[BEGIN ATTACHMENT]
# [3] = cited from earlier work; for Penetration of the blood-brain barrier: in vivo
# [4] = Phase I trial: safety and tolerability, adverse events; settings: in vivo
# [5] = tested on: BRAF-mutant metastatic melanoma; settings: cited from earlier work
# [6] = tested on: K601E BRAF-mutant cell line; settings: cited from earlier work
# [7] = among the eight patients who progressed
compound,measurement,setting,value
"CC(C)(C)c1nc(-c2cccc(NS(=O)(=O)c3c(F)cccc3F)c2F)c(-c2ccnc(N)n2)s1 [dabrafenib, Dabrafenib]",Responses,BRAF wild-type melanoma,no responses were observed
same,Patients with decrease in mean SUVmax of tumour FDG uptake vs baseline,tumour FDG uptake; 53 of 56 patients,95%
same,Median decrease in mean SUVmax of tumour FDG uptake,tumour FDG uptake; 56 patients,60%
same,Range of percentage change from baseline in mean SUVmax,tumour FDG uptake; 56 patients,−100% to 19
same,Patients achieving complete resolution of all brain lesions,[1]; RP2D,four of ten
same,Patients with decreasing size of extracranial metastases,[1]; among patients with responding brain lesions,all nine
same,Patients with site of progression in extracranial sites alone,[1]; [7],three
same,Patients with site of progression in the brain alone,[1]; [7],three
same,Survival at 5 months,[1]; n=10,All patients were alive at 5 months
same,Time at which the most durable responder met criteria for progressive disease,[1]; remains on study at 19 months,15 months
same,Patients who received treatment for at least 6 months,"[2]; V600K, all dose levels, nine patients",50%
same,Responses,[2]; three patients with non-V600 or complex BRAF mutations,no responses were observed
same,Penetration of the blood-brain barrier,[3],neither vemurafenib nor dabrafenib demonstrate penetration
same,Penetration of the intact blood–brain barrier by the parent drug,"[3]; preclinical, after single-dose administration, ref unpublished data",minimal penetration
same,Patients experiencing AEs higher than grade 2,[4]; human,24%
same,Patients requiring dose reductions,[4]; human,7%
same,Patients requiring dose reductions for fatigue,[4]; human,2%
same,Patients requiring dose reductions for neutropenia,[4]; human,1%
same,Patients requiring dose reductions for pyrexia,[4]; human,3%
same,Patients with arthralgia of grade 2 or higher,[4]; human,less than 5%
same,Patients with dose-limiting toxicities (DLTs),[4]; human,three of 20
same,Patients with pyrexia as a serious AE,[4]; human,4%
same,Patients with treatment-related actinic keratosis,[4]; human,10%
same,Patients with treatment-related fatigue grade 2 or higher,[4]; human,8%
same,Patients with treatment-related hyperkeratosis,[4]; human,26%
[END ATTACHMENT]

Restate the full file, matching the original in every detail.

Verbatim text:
# [3] = cited from earlier work; for Penetration of the blood-brain barrier: in vivo
# [4] = Phase I trial: safety and tolerability, adverse events; settings: in vivo
# [5] = tested on: BRAF-mutant metastatic melanoma; settings: cited from earlier work
# [6] = tested on: K601E BRAF-mutant cell line; settings: cited from earlier work
# [7] = among the eight patients who progressed
compound,measurement,setting,value
"CC(C)(C)c1nc(-c2cccc(NS(=O)(=O)c3c(F)cccc3F)c2F)c(-c2ccnc(N)n2)s1 [dabrafenib, Dabrafenib]",Responses,BRAF wild-type melanoma,no responses were observed
same,Patients with decrease in mean SUVmax of tumour FDG uptake vs baseline,tumour FDG uptake; 53 of 56 patients,95%
same,Median decrease in mean SUVmax of tumour FDG uptake,tumour FDG uptake; 56 patients,60%
same,Range of percentage change from baseline in mean SUVmax,tumour FDG uptake; 56 patients,−100% to 19
same,Patients achieving complete resolution of all brain lesions,[1]; RP2D,four of ten
same,Patients with decreasing size of extracranial metastases,[1]; among patients with responding brain lesions,all nine
same,Patients with site of progression in extracranial sites alone,[1]; [7],three
same,Patients with site of progression in the brain alone,[1]; [7],three
same,Survival at 5 months,[1]; n=10,All patients were alive at 5 months
same,Time at which the most durable responder met criteria for progressive disease,[1]; remains on study at 19 months,15 months
same,Patients who received treatment for at least 6 months,"[2]; V600K, all dose levels, nine patients",50%
same,Responses,[2]; three patients with non-V600 or complex BRAF mutations,no responses were observed
same,Penetration of the blood-brain barrier,[3],neither vemurafenib nor dabrafenib demonstrate penetration
same,Penetration of the intact blood–brain barrier by the parent drug,"[3]; preclinical, after single-dose administration, ref unpublished data",minimal penetration
same,Patients experiencing AEs higher than grade 2,[4]; human,24%
same,Patients requiring dose reductions,[4]; human,7%
same,Patients requiring dose reductions for fatigue,[4]; human,2%
same,Patients requiring dose reductions for neutropenia,[4]; human,1%
same,Patients requiring dose reductions for pyrexia,[4]; human,3%
same,Patients with arthralgia of grade 2 or higher,[4]; human,less than 5%
same,Patients with dose-limiting toxicities (DLTs),[4]; human,three of 20
same,Patients with pyrexia as a serious AE,[4]; human,4%
same,Patients with treatment-related actinic keratosis,[4]; human,10%
same,Patients with treatment-related fatigue grade 2 or higher,[4]; human,8%
same,Patients with treatment-related hyperkeratosis,[4]; human,26%